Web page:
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colored

Pronunciation: /ˈkʌlərd; ˈkʌləd/
, (British English/inglés británico) coloured

Translation of colored in Spanish:

adjective/adjetivo

  • 1 [walls/blouse] de color
    Example sentences
    • He had blond hair and was wearing a light-coloured jacket, white trousers and black shoes.
    • The answer is that it is a light-coloured animal with black stripes.
    • It is preferable to have a white or light-coloured background.
  • 2 (non-white) [dated or offensive/anticuado u ofensivo] de color [often offensive/puede resultar ofensivo]; (in S Africa) mulato, mestizo
    Example sentences
    • Never again may white South Africans forget their coloured brothers and sisters, leaving them behind.
    • The only time I ever saw him lose his temper was when a white beach official at St James yanked a small coloured boy out of the tidal pool and told him to get lost as the pool was for whites only.
  • 3 (biased) parcial
    Example sentences
    • His stories are highly coloured and immoderate, both sweet and sour.
    • His generally lush and highly coloured realisations of the instrumental continuo adds further dramatic weight.
    • Another highly colored phrase worked its way from my depths as I realized that such a mistake would not be easily repaired.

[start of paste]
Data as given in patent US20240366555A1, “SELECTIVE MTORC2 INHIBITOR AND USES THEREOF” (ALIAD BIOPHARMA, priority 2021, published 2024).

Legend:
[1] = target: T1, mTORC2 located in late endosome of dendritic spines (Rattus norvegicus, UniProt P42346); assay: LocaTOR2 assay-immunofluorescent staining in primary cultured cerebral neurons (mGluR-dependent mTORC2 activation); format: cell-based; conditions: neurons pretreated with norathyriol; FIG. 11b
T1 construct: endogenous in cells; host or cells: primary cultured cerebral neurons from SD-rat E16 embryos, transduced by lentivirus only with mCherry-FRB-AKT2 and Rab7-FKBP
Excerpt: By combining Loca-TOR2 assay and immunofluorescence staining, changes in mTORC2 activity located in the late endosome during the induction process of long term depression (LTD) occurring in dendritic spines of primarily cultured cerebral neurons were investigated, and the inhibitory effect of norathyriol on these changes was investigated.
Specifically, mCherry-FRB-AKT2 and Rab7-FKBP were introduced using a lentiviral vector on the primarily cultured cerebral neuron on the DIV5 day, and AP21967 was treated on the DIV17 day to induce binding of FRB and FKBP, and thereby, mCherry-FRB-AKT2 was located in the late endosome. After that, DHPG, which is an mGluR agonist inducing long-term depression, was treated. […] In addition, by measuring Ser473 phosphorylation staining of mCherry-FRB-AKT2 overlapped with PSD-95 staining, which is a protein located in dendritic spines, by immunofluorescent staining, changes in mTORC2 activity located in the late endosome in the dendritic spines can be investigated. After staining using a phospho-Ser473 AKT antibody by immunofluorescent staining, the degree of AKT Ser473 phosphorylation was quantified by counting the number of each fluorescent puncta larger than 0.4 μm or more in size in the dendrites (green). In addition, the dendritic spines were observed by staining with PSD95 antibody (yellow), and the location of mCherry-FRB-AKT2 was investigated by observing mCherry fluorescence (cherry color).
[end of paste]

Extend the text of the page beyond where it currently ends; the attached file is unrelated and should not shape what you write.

noun/nombre

  • 1
    ( also Colored)
    (non-white) [dated or offensive/anticuado u ofensivo] persona (feminine) de color [often offensive/puede resultar ofensivo]
    (Cape Colored)
    (in S Africa) mulato, (masculine, feminine), mestizo, (masculine, feminine)
  • 2
    (coloreds plural)
    ropa (feminine) de color

Definition of colored in:

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Cultural fact of the day

The current Spanish Constitution (Constitución Española) was approved in the Cortes Generales in December 1978. It describes Spain as a parliamentary monarchy, gives sovereign power to the people through universal suffrage, recognizes the plurality of religions, and transfers responsibility for defense from the armed forces to the government. The Constitution was generally well received, except in the Basque Country, whose desire for independence it did not satisfy. It is considered to have facilitated the successful transition from dictatorship to democracy.